CHRISTMAS WITH THE KRANKS Add To My Top 10
How the Krank Almost Stole Christmas
Release Date: November 24, 2004
Audience: Older children to adults
Runtime: 89 minutes
Distributor: Columbia Pictures/Sony Pictures Entertainment
Director: Joe Roth
Address Comments To:Amy Pascal, Chairman
Chairman and CEO
Sony Pictures Entertainment
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Culver City, CA 90232-3195
Phone: (310) 244-4000
Fax: (310) 244-2626
Web Page: www.spe.sony.com
Tim Allen and Jamie Lee Curtis star as Luther and Nora Krank. The Kranks are facing a lonely Christmas season as their only daughter is going to be away from home for the first time. Instead of wallowing in sadness, Luther convinces Nora to go on a Caribbean cruise during Christmas week. They won’t put up any decorations, won’t give gifts, and will forego their annual Christmas party.
First, the Kranks’ neighbors get upset at Luther’s curmudgeonly behavior, then their whole town gets involved. No matter how much pressure is applied, Luther refuses to change his mind and acknowledge the season. When Luther and Nora’s daughter calls on Christmas Eve to announce that she’s coming home with her fiancée, her parents relent and scramble to decorate the house and plan their party.
That Luther turns from curmudgeon to a warm-hearted giver might seem cliché to some, especially in a holiday movie, but what’s neat about CHRISTMAS WITH THE KRANKS is its clear analogy for Christ’s gift to us, which was first given at Christmas. After Luther gives in to the “Christmas spirit,” he gives something that’s very important to him to one of his neighbors who has been having a rough time. The humble neighbor is embarrassed to accept the valuable gift, but Luther tells him that the gift doesn’t have a price. The neighbor didn’t have to earn it or pay Luther back for it. This spirit of true giving is certainly modeled on the selflessness of Christ. Although we do not deserve Christ’s sacrificial gift of salvation, we can still receive it.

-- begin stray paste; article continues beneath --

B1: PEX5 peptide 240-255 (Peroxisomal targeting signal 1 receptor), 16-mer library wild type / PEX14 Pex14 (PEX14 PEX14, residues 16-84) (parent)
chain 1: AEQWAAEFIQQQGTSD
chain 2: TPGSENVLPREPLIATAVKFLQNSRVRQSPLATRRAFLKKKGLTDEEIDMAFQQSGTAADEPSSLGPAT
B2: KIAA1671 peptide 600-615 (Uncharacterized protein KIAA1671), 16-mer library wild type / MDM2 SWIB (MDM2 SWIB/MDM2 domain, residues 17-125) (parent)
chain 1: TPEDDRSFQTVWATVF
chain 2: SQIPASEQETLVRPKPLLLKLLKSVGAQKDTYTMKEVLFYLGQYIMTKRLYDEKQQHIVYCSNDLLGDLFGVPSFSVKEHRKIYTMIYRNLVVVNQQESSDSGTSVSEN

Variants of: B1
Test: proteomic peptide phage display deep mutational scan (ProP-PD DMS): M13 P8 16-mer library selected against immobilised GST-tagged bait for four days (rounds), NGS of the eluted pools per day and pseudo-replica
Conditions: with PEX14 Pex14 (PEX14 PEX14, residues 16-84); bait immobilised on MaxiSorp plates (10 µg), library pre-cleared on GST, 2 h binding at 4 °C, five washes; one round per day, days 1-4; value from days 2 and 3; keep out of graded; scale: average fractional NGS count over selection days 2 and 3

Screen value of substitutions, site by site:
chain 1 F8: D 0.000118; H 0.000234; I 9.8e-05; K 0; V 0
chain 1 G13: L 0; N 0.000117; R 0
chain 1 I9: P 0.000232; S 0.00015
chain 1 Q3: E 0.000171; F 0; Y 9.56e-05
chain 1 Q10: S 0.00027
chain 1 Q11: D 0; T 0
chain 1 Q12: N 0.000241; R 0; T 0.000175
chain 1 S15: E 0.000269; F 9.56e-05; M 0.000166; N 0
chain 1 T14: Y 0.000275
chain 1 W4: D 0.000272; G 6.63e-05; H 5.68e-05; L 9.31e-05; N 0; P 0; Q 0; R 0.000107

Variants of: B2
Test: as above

Luther also realizes the value of community and generosity, which are certainly biblical values. He comes to regret his selfish behavior. Even if we have heard these messages a thousand times before in movies, they are still relevant and important ones that can be taken to heart.
Tim Allen is actually quite funny and fun to watch as Luther Krank. Both he and Jamie Lee Curtis bring more to the movie than was probably required, which makes it a more human experience than just a slapstick-laden cartoon. Don’t make any mistake though – the movie is slapstick heavy, with lots of pratfalls and pranks.
CHRISTMAS WITH THE KRANKS may not be destined to become a Christmas classic, but it’s a pleasant and relatively clean movie for the family to enjoy.
What’s special about CHRISTMAS WITH THE KRANKS is its clear analogy to Jesus Christ’s gift to us. Luther gives something that’s very important to him to one of his neighbors, who has been having a rough time. Luther tells him that the gift doesn’t have a price and that he didn’t have to earn it or pay Luther back for it. This spirit of true giving is modeled on the selflessness of Christ. Despite minimal foul language and a few light innuendoes, most families won’t mind spending Christmas with the Kranks.